How Frida Kahlo Broke All Conventions And Shaped Feminism
Spirited, unyielding and bold. Frida Kahlo was a woman who dared to defy the circumstances of her unfortunate life. Her works of art may have showcased great talent, but it was her tenacity in the face of hardship and a gender-biased society that have become valuable inspiration for many.
Rallying The Call Of Feminism
Today, Kahlo is remembered for being a woman who broke all social conventions. Her defiance against needing to fit in is nothing less than admirable – both back then and even now. Even Madonna – the great feminist of our time – has said that she admires Kahlo. The American singer-songwriter’s Bedtime Story video has lots of imagery inspired by the surrealist movement and is filled with references to the works of Kahlo.
Despite the harsh gender inequality of the 1900s, Kahlo was honest about being a woman. And that is what that puts her, even now, at the forefront of being a feminist. Never once did she hide, cower or expect to be shielded from the harsh realities of her life.
She refused to alter her features. These included her mono-brow and faint moustache, which were labelled as inappropriately “masculine”. She even exaggerated them more in her self-portraits. Nevertheless, Kahlo was not afraid to be herself – a woman. She embraced colours, wearing bright and bold dresses, as well as not thinking twice about adorning herself with flowers and ribbons.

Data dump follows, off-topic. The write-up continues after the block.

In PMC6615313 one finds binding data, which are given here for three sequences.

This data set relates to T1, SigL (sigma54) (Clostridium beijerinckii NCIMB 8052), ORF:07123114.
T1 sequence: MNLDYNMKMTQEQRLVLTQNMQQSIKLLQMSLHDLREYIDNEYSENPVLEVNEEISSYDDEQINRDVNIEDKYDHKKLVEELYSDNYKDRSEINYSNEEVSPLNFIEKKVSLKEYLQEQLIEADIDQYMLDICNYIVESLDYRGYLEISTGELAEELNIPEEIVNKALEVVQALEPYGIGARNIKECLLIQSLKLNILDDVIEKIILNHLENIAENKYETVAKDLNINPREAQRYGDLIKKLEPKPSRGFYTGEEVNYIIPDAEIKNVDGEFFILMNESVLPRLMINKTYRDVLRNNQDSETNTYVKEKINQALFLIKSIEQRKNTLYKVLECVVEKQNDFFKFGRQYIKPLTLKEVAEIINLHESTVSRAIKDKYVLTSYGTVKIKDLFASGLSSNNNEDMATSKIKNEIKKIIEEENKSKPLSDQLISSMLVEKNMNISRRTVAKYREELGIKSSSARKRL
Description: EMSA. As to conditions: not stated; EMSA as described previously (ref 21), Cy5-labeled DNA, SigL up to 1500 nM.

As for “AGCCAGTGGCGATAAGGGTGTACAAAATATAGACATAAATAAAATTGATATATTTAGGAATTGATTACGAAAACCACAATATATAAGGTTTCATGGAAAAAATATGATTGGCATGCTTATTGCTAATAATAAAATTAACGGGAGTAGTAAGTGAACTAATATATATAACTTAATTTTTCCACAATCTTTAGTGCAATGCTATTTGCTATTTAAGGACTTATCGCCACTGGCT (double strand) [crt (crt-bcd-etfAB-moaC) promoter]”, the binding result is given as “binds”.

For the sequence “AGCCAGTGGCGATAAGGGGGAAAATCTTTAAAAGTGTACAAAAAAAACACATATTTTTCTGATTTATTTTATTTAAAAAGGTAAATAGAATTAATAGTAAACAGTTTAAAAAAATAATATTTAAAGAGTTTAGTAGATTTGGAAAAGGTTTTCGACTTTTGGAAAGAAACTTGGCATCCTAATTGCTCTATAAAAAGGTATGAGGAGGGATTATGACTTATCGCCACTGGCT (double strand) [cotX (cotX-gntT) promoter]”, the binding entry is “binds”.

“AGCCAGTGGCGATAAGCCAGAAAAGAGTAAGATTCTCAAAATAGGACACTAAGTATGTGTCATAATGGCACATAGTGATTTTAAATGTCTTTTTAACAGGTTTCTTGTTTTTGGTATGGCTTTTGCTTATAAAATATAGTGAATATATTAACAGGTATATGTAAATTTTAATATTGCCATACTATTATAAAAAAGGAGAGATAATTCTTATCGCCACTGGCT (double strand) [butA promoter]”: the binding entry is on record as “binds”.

Her paintings touched on female issues such as abortion, miscarriage, birth, breastfeeding and much more. These were things considered to be strictly taboo and never spoken of at all in public back then.
Kahlo was also open about her sexuality. She was never ashamed to admit that she was a bisexual, nor did she ever feel the need to apologise for her choice of bed partners. One of her notable affairs was with American-born French entertainer Josephine Baker.